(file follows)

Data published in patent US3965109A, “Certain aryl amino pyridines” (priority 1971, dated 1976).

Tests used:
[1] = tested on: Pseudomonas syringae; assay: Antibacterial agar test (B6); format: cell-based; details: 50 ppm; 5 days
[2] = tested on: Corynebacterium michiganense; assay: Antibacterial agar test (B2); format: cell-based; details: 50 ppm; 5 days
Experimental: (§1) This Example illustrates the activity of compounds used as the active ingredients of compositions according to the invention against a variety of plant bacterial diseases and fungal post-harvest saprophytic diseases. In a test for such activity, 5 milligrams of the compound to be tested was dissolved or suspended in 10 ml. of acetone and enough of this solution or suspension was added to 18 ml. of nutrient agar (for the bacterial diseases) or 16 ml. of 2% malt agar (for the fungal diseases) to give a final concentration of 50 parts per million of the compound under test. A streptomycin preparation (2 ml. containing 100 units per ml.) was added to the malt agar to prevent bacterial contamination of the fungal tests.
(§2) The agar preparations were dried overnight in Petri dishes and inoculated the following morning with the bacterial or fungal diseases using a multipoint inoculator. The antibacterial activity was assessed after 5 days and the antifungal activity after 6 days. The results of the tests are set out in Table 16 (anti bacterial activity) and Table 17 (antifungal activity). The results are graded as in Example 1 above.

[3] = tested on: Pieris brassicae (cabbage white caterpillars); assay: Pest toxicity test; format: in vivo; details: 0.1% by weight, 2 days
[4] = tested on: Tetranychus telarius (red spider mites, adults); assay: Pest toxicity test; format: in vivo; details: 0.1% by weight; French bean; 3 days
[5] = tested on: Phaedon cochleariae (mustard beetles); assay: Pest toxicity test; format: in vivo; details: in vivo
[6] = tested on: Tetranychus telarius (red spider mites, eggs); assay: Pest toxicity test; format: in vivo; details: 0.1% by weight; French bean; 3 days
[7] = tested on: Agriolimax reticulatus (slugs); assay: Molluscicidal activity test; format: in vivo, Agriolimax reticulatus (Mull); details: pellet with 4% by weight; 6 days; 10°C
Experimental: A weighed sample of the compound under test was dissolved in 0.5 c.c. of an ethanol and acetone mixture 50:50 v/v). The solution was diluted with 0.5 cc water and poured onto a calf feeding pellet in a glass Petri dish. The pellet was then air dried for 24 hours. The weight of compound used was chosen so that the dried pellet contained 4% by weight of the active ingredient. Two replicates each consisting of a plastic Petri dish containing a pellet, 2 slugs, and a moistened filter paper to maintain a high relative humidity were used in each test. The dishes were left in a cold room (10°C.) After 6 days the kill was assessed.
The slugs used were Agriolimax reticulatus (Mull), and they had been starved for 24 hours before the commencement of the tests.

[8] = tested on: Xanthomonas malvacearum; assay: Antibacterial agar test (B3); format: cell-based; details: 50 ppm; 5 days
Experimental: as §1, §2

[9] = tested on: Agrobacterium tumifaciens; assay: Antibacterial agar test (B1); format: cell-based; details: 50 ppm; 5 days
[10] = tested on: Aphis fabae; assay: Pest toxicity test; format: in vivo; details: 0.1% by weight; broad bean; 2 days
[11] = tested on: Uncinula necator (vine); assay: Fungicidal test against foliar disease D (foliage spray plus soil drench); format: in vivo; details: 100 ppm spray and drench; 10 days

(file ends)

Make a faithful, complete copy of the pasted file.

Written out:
Data published in patent US3965109A, “Certain aryl amino pyridines” (priority 1971, dated 1976).

Tests used:
[1] = tested on: Pseudomonas syringae; assay: Antibacterial agar test (B6); format: cell-based; details: 50 ppm; 5 days
[2] = tested on: Corynebacterium michiganense; assay: Antibacterial agar test (B2); format: cell-based; details: 50 ppm; 5 days
Experimental: (§1) This Example illustrates the activity of compounds used as the active ingredients of compositions according to the invention against a variety of plant bacterial diseases and fungal post-harvest saprophytic diseases. In a test for such activity, 5 milligrams of the compound to be tested was dissolved or suspended in 10 ml. of acetone and enough of this solution or suspension was added to 18 ml. of nutrient agar (for the bacterial diseases) or 16 ml. of 2% malt agar (for the fungal diseases) to give a final concentration of 50 parts per million of the compound under test. A streptomycin preparation (2 ml. containing 100 units per ml.) was added to the malt agar to prevent bacterial contamination of the fungal tests.
(§2) The agar preparations were dried overnight in Petri dishes and inoculated the following morning with the bacterial or fungal diseases using a multipoint inoculator. The antibacterial activity was assessed after 5 days and the antifungal activity after 6 days. The results of the tests are set out in Table 16 (anti bacterial activity) and Table 17 (antifungal activity). The results are graded as in Example 1 above.

[3] = tested on: Pieris brassicae (cabbage white caterpillars); assay: Pest toxicity test; format: in vivo; details: 0.1% by weight, 2 days
[4] = tested on: Tetranychus telarius (red spider mites, adults); assay: Pest toxicity test; format: in vivo; details: 0.1% by weight; French bean; 3 days
[5] = tested on: Phaedon cochleariae (mustard beetles); assay: Pest toxicity test; format: in vivo; details: in vivo
[6] = tested on: Tetranychus telarius (red spider mites, eggs); assay: Pest toxicity test; format: in vivo; details: 0.1% by weight; French bean; 3 days
[7] = tested on: Agriolimax reticulatus (slugs); assay: Molluscicidal activity test; format: in vivo, Agriolimax reticulatus (Mull); details: pellet with 4% by weight; 6 days; 10°C
Experimental: A weighed sample of the compound under test was dissolved in 0.5 c.c. of an ethanol and acetone mixture 50:50 v/v). The solution was diluted with 0.5 cc water and poured onto a calf feeding pellet in a glass Petri dish. The pellet was then air dried for 24 hours. The weight of compound used was chosen so that the dried pellet contained 4% by weight of the active ingredient. Two replicates each consisting of a plastic Petri dish containing a pellet, 2 slugs, and a moistened filter paper to maintain a high relative humidity were used in each test. The dishes were left in a cold room (10°C.) After 6 days the kill was assessed.
The slugs used were Agriolimax reticulatus (Mull), and they had been starved for 24 hours before the commencement of the tests.

[8] = tested on: Xanthomonas malvacearum; assay: Antibacterial agar test (B3); format: cell-based; details: 50 ppm; 5 days
Experimental: as §1, §2

[9] = tested on: Agrobacterium tumifaciens; assay: Antibacterial agar test (B1); format: cell-based; details: 50 ppm; 5 days
[10] = tested on: Aphis fabae; assay: Pest toxicity test; format: in vivo; details: 0.1% by weight; broad bean; 2 days
[11] = tested on: Uncinula necator (vine); assay: Fungicidal test against foliar disease D (foliage spray plus soil drench); format: in vivo; details: 100 ppm spray and drench; 10 days